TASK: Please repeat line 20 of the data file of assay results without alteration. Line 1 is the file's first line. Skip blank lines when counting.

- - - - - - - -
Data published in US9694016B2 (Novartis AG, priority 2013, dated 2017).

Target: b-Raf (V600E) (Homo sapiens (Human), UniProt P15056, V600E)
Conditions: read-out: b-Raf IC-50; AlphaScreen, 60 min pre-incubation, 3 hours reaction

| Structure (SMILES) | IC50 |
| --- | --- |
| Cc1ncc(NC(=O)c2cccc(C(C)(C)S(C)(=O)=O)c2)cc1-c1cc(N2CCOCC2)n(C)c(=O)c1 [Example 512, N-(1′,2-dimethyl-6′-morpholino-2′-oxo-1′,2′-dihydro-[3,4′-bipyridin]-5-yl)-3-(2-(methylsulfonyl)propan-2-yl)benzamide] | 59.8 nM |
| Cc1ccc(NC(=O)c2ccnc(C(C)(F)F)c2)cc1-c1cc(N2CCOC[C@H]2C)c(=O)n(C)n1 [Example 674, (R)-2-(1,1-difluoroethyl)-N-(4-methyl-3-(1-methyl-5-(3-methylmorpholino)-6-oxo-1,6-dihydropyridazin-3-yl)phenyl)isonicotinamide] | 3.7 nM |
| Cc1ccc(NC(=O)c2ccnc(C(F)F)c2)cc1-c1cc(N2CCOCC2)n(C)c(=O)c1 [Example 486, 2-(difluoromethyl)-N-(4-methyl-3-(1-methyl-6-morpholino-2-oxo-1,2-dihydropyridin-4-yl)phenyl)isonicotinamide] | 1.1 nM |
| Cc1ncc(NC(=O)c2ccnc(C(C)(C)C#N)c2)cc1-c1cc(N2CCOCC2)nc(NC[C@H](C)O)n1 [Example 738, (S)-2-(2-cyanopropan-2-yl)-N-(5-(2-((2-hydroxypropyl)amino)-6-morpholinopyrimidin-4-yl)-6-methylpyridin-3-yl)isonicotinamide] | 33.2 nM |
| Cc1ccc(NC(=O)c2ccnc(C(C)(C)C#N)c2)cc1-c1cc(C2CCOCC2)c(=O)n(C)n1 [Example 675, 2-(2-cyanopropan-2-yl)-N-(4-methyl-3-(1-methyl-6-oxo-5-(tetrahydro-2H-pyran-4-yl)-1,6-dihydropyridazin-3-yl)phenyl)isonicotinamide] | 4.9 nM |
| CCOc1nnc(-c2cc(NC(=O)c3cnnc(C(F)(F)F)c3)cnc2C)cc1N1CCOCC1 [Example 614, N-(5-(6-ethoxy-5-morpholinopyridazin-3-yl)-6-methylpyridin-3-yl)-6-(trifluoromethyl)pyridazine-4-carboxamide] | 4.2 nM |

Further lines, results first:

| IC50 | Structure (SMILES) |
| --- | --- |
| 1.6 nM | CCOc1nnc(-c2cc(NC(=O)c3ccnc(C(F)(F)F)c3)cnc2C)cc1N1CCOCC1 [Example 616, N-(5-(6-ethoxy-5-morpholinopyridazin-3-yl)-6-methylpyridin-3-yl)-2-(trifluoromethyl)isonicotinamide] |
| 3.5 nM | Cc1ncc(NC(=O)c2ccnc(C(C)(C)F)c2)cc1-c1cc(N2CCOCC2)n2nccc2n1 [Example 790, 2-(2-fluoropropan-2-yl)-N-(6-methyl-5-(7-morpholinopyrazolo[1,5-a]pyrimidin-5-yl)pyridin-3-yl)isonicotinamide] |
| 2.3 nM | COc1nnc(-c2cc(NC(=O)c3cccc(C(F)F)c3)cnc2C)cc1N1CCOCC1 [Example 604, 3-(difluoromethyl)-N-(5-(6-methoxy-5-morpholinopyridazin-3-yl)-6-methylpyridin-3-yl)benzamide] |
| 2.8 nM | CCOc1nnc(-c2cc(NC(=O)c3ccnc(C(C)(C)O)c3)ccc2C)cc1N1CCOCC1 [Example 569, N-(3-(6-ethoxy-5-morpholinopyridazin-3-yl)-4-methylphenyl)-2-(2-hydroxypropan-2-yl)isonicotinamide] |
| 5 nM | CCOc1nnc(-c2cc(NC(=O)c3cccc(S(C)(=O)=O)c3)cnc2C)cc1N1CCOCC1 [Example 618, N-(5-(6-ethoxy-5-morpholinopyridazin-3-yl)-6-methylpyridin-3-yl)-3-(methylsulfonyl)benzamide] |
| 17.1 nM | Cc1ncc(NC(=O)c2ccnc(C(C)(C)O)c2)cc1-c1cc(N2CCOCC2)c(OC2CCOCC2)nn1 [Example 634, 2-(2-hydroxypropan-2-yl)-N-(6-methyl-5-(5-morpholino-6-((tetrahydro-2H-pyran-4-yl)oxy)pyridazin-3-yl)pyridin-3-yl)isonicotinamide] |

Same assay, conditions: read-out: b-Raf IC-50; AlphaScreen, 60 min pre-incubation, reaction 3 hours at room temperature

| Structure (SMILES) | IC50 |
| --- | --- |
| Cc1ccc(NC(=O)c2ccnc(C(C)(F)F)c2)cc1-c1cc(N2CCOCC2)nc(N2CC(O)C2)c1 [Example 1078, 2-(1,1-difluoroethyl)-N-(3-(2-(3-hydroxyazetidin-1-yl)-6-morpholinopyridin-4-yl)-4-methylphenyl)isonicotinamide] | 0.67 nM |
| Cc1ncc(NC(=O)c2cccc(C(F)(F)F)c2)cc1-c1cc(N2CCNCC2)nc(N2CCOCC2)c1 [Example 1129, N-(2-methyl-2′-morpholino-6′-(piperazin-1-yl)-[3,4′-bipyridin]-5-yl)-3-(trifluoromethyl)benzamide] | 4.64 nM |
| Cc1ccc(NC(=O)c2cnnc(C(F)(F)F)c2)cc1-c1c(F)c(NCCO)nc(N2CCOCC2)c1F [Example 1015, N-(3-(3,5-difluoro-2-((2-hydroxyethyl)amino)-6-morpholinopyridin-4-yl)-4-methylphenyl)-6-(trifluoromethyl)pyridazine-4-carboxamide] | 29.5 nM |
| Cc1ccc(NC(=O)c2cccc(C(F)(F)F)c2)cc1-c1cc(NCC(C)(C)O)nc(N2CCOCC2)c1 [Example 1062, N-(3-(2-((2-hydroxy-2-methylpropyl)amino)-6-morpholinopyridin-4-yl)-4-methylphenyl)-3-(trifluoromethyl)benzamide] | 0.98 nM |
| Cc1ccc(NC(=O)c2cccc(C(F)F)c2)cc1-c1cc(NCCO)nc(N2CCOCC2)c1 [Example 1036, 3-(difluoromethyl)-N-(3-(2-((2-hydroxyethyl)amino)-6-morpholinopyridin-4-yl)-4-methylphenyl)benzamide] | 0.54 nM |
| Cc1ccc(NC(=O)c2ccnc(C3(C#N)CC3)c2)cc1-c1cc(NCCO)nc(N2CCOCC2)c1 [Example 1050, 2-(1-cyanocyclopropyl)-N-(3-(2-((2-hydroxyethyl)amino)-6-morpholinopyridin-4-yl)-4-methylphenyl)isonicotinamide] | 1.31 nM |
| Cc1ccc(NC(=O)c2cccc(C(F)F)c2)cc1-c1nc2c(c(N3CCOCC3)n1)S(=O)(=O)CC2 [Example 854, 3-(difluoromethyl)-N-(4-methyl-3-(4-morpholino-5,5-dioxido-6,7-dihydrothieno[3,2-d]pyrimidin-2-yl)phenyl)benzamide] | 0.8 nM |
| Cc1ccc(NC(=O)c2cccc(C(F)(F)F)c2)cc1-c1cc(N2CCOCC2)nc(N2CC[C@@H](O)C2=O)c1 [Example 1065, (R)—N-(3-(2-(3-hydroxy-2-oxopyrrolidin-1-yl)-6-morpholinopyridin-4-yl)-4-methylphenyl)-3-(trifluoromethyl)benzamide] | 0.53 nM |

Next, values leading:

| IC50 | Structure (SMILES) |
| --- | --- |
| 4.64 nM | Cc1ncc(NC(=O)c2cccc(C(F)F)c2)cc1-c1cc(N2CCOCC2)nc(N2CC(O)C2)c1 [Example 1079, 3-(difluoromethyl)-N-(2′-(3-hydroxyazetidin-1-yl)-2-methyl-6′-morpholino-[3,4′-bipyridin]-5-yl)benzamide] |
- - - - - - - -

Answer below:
| 17.1 nM | Cc1ncc(NC(=O)c2ccnc(C(C)(C)O)c2)cc1-c1cc(N2CCOCC2)c(OC2CCOCC2)nn1 [Example 634, 2-(2-hydroxypropan-2-yl)-N-(6-methyl-5-(5-morpholino-6-((tetrahydro-2H-pyran-4-yl)oxy)pyridazin-3-yl)pyridin-3-yl)isonicotinamide] |